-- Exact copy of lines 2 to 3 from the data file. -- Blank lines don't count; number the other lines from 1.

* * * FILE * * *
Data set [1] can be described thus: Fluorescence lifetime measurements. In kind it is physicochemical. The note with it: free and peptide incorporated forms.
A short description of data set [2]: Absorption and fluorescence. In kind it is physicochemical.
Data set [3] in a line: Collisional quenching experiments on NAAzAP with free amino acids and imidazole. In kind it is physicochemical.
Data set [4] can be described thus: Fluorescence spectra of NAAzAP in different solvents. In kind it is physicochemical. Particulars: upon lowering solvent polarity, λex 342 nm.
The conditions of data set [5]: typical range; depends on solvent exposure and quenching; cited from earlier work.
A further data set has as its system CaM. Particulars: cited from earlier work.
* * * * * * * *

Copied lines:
A short description of data set [2]: Absorption and fluorescence. In kind it is physicochemical.
Data set [3] in a line: Collisional quenching experiments on NAAzAP with free amino acids and imidazole. In kind it is physicochemical.